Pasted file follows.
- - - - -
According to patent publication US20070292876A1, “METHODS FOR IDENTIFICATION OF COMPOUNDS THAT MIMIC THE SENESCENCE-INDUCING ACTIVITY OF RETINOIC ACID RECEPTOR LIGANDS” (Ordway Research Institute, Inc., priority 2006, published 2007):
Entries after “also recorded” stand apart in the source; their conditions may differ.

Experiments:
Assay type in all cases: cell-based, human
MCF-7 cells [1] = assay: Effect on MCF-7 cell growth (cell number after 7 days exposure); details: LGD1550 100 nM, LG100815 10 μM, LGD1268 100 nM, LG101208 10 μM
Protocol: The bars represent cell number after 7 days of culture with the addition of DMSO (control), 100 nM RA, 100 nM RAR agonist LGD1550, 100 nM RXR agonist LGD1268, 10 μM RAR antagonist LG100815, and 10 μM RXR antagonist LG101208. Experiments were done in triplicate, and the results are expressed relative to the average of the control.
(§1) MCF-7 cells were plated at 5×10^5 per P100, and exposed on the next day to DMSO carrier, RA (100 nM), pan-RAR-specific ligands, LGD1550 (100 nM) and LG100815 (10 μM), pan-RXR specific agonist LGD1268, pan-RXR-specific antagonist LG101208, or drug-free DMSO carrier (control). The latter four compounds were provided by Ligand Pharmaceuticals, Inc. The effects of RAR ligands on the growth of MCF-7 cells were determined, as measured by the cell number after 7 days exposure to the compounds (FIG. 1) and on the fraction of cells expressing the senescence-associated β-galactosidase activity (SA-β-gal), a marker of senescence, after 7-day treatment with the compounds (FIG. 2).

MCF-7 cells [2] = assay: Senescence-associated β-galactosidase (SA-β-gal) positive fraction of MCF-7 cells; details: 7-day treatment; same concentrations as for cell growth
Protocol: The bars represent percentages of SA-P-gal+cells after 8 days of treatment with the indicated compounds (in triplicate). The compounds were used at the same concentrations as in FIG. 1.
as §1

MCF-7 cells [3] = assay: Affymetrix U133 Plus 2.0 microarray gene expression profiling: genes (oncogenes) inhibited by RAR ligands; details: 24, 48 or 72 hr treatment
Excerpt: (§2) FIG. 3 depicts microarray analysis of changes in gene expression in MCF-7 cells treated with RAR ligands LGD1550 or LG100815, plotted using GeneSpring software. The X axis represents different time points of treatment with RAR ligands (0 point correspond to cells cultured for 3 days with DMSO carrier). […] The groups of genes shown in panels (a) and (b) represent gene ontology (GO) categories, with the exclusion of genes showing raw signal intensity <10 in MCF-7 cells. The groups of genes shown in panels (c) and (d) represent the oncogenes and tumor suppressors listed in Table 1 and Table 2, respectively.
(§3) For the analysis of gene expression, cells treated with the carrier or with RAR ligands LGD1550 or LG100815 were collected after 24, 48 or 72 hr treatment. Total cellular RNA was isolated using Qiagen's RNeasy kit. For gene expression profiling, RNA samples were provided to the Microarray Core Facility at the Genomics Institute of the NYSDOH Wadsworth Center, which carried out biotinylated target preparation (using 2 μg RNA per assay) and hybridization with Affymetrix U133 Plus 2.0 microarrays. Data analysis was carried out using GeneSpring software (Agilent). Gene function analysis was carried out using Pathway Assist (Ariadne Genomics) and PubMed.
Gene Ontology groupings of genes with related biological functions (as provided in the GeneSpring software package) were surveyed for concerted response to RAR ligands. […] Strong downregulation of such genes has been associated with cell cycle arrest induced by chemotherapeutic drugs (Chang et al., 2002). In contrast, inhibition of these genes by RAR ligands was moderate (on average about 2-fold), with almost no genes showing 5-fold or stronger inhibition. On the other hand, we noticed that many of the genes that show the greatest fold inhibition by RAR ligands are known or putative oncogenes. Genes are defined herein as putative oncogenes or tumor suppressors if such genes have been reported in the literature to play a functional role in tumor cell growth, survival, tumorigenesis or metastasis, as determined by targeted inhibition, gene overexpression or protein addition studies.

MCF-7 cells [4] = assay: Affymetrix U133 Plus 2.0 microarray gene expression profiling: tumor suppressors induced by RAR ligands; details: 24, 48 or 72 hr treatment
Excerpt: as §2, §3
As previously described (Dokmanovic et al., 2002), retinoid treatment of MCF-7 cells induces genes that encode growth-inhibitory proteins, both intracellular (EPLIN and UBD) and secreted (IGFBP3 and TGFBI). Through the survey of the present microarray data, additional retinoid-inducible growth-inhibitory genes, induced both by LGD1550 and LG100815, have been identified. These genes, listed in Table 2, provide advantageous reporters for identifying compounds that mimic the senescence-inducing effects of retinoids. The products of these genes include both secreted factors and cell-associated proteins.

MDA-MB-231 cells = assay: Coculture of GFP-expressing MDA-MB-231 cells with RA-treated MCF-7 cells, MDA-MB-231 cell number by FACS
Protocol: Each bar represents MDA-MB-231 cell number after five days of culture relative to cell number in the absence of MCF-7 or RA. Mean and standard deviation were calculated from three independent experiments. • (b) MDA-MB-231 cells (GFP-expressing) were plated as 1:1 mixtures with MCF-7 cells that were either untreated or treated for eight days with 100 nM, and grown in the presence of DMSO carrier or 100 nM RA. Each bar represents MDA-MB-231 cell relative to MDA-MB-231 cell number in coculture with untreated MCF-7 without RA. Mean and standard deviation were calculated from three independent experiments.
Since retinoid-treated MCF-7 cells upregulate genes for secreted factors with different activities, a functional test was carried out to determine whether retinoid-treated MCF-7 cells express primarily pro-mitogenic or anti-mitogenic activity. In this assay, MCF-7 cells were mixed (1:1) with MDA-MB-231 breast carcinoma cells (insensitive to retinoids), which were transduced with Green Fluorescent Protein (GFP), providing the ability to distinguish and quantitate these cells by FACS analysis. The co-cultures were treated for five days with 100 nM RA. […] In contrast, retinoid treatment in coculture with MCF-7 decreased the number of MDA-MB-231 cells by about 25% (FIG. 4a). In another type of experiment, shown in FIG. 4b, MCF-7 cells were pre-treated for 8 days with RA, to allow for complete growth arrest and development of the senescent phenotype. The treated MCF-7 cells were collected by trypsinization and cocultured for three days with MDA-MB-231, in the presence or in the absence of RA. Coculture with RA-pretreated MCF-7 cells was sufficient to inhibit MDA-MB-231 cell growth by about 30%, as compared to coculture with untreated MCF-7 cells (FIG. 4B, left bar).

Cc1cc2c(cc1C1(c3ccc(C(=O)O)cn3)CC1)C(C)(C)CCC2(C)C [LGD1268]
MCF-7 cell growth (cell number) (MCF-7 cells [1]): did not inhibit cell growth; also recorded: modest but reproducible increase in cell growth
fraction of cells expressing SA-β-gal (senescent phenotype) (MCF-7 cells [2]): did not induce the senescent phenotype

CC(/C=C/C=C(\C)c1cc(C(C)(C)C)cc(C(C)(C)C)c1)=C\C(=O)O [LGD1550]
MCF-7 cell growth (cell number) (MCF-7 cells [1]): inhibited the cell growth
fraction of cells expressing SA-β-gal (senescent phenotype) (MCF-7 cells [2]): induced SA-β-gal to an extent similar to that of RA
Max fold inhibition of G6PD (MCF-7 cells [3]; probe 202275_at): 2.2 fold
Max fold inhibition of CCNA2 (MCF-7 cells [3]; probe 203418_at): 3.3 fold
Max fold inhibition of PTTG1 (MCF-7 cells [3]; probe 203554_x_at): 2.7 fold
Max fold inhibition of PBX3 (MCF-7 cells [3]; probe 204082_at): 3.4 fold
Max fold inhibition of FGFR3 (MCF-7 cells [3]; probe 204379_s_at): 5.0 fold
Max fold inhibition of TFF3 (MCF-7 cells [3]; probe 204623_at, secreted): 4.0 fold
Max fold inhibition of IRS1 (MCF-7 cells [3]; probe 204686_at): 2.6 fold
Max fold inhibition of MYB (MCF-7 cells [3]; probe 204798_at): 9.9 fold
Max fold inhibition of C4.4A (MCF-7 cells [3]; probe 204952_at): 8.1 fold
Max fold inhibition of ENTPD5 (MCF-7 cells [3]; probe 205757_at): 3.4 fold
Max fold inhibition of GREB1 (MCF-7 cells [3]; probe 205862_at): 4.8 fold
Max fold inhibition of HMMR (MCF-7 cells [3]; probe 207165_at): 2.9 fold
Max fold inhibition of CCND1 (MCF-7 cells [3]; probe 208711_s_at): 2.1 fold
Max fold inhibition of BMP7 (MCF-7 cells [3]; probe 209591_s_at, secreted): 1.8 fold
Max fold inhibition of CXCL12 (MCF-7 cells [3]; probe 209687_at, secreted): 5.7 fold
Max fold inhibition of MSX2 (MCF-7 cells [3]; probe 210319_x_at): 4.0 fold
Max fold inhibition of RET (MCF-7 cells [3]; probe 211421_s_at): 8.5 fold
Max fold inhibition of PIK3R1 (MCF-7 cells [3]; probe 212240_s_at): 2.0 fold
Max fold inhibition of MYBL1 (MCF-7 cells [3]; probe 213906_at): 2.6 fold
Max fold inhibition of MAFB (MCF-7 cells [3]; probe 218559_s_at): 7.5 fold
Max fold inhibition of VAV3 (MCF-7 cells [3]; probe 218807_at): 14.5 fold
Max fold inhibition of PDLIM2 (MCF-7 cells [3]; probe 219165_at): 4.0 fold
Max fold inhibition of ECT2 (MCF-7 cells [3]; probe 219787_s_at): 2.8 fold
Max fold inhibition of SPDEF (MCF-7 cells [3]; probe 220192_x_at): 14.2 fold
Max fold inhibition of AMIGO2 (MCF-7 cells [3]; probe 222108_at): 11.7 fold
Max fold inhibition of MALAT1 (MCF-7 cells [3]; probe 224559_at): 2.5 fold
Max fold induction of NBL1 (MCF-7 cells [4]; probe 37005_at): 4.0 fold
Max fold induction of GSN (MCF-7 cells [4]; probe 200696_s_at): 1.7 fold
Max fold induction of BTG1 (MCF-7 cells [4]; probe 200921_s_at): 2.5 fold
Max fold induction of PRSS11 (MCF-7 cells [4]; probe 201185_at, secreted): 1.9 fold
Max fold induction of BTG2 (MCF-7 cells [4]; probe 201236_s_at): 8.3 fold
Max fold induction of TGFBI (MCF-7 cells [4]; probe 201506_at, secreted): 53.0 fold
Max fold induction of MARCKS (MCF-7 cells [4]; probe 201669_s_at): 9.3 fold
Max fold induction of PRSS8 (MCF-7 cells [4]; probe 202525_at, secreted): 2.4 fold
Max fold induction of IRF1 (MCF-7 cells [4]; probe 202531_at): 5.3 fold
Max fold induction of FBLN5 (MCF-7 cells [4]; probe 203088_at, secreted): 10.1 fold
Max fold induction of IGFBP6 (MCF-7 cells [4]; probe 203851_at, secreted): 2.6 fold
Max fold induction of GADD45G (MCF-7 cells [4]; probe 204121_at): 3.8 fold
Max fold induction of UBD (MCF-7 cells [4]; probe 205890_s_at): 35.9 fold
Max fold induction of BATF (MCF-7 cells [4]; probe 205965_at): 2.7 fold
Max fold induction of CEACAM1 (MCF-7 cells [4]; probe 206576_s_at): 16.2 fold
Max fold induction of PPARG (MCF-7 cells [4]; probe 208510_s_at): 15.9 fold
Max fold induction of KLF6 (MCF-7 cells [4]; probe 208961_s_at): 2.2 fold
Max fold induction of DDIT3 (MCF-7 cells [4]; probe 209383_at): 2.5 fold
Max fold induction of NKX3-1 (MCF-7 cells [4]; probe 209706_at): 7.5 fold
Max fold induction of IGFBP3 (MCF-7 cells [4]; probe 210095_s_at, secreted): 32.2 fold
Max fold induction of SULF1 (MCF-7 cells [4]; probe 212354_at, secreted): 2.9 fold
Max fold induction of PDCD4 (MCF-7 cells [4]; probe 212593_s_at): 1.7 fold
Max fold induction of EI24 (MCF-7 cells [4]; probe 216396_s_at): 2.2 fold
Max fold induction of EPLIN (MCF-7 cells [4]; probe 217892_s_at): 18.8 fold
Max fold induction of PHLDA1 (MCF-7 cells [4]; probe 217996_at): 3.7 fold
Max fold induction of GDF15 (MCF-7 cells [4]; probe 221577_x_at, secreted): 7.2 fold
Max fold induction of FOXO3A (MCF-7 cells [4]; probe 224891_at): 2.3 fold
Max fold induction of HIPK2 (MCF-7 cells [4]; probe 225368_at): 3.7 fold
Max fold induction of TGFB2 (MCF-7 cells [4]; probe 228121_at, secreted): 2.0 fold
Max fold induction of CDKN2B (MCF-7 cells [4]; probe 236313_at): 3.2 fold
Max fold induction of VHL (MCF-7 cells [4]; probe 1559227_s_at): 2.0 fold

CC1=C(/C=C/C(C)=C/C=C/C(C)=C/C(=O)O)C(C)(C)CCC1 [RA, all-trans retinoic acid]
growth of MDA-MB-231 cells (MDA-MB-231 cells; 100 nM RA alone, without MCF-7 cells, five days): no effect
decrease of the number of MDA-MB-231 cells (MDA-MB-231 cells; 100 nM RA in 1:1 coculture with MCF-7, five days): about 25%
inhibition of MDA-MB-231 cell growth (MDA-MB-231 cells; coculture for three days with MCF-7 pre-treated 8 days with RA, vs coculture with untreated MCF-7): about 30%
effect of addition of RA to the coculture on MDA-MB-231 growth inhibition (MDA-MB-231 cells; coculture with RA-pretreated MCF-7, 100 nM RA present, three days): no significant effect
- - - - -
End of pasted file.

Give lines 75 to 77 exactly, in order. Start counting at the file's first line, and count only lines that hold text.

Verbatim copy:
Max fold induction of EI24 (MCF-7 cells [4]; probe 216396_s_at): 2.2 fold
Max fold induction of EPLIN (MCF-7 cells [4]; probe 217892_s_at): 18.8 fold
Max fold induction of PHLDA1 (MCF-7 cells [4]; probe 217996_at): 3.7 fold